Building a Digital Defense Against Vacation Scams

Welcome to the Oregon FBI’s Tech Tuesday segment. Today: Building a digital defense against travel scams.

It seems as though everyone is desperate to escape this summer… to go anywhere other than your basement office or the neighborhood park. And, finally, with lockdowns lifting, we are getting the chance to travel.

Beware though – scammers are not going to let such a good opportunity go to waste. Your desire to get out drives their desire to cash out at your expense.

Here are some tips from our friends at the Federal Trade Commission (FTC):

  • Watch out for offers of a “free” vacation that require you to pay fees or taxes to get it. 
  • Pay attention to the details. You get offered a stay at a “five-star” resort or a cruise on a “luxury” ship…  but the contact won’t give you more specific details? It’s a red flag if you can’t get the name and address of the hotel or details about the cruise company.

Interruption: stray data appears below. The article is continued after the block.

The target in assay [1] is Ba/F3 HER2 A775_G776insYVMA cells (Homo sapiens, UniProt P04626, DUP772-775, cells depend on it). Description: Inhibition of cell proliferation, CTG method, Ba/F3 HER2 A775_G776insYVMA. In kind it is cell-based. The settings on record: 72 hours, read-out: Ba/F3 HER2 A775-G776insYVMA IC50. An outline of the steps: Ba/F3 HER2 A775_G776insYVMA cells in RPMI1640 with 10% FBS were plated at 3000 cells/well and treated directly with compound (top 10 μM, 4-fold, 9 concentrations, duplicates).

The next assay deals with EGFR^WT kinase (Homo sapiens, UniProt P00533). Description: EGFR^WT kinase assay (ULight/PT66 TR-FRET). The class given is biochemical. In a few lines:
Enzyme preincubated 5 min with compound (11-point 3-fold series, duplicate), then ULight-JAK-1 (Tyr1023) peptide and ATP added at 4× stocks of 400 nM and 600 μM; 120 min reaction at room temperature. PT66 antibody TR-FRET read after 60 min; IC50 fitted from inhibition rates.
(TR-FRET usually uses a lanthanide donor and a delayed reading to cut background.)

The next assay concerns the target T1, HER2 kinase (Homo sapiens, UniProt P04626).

• Just say no if the travel offer requires you to pay by wire transfer, gift card, or cryptocurrency. Scammers know that once you pay in one of these ways, it is almost impossible for you to get your money back. Always pay by credit card.
  • Don’t allow someone to pressure you into making a quick decision about a “great deal.” Scammers use social engineering techniques – playing on your fear of missing out – to rush you to act without thinking.
  • Watch for premium vacation properties advertised for super cheap prices. Below-market rent can be a sign of a scam. Do some extra research to confirm the deal is legit before jumping in.
  • Get a copy of the cancellation and refund policies before you pay. If you can’t get those details, walk away.
  • Do your own research. Look up travel companies, hotels, rentals, and agents with the words “scam,” “review,” or “complaint.”
  • Check the address of the property to make sure it really exists. If the property is located in a resort, call the front desk to confirm their location and other details on the contract.

If you are the victim of any online fraud, you should also report the incident to the FBI’s Internet Crime Complaint Center at www.ic3.gov or call your FBI local office. 

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